Holger Kalberg, Portrait 4, 2014, mixed media on canvas with frame
Holger Kalberg’s exhibition THE FAMILY explores the legacy of high Modernism and its related utopian models of thinking, presenting new paintings and sculptures that examine and critique modes of Modernist vocabulary.
Kalberg describes his own relationship with Modernism as “conflicted appreciation,” often engaging with the aesthetics of the mode while at the same time critiquing the model. The works presented in this exhibition follow Kalberg’s desire for a renewed reflection of Modernist formalism through an investigation into the artist's own studio practice, motivation, and early influences, especially Joseph Beuys and his socialist/utopian agenda.
Both the painting and sculptural works in the exhibition possess a handmade quality, contrary to regular aesthetics of Modernist formalism. The work demonstrates a self-referential language through the use of fragmentation and collage, appropriating a Modernist vocabulary and mixing it with elements of craft and hobby aesthetics (which reflect Kalberg’s own process-oriented research and practice.) In Kalberg’s paintings (pseudo-portraits each depicting one individual that the artist calls “composite or alter-ego portraits”), he utilizes craft and low-grade materials which reference Modernist utopian ideologies in the ‘60s and ‘70s that promoted societal change through individual action.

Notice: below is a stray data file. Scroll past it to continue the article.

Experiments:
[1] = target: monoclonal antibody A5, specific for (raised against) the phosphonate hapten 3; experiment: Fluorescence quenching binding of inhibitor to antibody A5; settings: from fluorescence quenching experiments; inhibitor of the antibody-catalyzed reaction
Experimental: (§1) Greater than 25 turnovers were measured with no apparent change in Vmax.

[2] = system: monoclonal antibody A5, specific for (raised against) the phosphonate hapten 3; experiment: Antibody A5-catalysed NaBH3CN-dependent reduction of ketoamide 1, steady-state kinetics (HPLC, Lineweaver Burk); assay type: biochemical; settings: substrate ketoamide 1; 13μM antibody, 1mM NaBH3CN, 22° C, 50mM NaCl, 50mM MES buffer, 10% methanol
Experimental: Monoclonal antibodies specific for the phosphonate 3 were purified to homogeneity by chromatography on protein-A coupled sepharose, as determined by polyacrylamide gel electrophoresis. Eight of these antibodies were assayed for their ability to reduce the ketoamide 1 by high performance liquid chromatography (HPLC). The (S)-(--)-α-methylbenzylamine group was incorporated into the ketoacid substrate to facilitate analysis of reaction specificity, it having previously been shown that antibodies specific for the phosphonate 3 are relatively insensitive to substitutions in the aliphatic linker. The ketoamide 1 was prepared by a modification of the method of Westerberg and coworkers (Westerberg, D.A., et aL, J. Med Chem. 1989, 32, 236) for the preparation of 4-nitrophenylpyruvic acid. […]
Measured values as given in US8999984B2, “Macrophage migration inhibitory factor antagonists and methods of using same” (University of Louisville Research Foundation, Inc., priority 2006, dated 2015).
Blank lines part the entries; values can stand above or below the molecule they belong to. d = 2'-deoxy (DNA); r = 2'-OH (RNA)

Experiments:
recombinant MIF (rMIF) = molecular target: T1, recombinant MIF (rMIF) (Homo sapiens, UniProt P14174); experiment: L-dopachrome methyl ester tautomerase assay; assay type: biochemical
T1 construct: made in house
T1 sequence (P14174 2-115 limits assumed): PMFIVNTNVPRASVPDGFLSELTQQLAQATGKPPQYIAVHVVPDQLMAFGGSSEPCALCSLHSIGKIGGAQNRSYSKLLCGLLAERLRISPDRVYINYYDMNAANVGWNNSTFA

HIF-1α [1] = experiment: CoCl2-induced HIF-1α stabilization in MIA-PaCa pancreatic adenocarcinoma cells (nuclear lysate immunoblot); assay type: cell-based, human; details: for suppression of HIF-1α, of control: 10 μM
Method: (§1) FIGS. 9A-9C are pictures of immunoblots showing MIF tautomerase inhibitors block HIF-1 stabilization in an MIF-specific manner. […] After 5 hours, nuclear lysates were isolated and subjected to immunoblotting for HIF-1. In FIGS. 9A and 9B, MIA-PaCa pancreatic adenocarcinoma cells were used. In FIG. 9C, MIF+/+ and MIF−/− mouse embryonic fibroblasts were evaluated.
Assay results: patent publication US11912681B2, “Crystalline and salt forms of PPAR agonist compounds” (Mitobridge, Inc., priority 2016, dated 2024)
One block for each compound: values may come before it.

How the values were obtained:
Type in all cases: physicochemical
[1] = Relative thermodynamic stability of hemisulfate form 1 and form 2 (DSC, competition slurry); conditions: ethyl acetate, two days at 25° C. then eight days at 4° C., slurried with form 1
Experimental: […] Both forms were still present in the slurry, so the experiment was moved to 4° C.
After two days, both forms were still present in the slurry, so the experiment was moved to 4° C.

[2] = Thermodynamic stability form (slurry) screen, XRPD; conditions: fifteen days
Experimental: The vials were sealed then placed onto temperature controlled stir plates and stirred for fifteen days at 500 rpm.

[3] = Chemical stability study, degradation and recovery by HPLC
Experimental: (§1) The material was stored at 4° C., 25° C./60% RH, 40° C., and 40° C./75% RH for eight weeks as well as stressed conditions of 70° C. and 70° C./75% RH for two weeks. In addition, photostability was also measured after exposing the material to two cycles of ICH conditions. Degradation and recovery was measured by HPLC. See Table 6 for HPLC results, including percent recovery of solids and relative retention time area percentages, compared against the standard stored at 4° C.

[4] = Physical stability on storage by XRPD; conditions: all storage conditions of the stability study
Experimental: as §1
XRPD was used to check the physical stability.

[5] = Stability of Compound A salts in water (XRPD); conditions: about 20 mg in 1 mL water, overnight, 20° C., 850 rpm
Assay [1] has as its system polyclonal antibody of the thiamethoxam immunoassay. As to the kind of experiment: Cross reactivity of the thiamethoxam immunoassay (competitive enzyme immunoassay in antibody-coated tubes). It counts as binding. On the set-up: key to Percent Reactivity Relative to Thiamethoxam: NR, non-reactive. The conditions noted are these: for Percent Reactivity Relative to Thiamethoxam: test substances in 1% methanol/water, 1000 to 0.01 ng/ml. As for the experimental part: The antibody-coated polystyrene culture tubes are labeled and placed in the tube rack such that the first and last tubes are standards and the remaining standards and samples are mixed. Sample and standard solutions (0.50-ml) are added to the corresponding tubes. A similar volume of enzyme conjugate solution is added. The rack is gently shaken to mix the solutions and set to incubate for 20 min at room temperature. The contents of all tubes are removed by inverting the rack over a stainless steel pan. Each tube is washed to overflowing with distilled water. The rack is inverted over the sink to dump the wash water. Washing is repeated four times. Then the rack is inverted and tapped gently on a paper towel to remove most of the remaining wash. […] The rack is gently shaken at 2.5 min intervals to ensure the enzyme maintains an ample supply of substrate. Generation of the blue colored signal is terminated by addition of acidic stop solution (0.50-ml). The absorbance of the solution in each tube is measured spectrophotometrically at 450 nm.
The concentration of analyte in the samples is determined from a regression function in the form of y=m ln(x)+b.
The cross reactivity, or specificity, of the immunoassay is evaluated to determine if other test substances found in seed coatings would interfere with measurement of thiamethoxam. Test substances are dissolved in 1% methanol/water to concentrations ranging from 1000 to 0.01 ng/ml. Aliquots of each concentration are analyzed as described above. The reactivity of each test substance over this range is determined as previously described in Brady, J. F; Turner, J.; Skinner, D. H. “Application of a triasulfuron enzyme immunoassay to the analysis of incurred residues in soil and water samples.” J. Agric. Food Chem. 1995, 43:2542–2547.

The sculptural objects included in the exhibition operate as models or props for a Modernist formalism that has been disconnected from its ideological ideals and has turned into a clichéd stylistic expression. The artist says,
“The various pieces in the exhibition are assembled around a modular retail structure, which is motivated by Modernist design. The display structure acts as a platform or stage for the artworks to perform. The theatricality and starkness of the display sets up a dichotomy with the deliberately inexpensive materials used in the sculptural objects and paintings. All materials are readily available craft materials standing in for ‘proper sculptural’ materials. By creating a hybrid language of craft/design and commodity retail display, I set up a situation where the commodity art object that functions as the supplier for the audience’s desire for meaning, is at the same time resisting this very request. The objects on display are exposing a sense of ineffectiveness in their role as idolized art objects, due to the cheapness of materials and hand made characteristics of the sculptures and paintings. I am interested in creating works that could be described as being decorated with meaning by using easy-to-manipulate materials that seem to stand in for something other than what they are.”
Holger Kalberg was born in Germany and currently lives and works in Winnipeg, Manitoba. He graduated from Emily Carr University (BFA, 2001) and the Chelsea School of Art in London (MFA, 2007). Kalberg has been shortlisted for the RBC Painting Competition on three separate occasions, and served on the jury for the 2013 award. Kalberg has recently exhibited at the Vancouver Art Gallery, the University of Manitoba, the Belkin Satellite Gallery, and the Agnes Etherington Art Centre. His work is collected by the Royal Bank of Canada, the Vancouver Art Gallery, TD Bank, the Belkin Gallery, and numerous other public and private collections.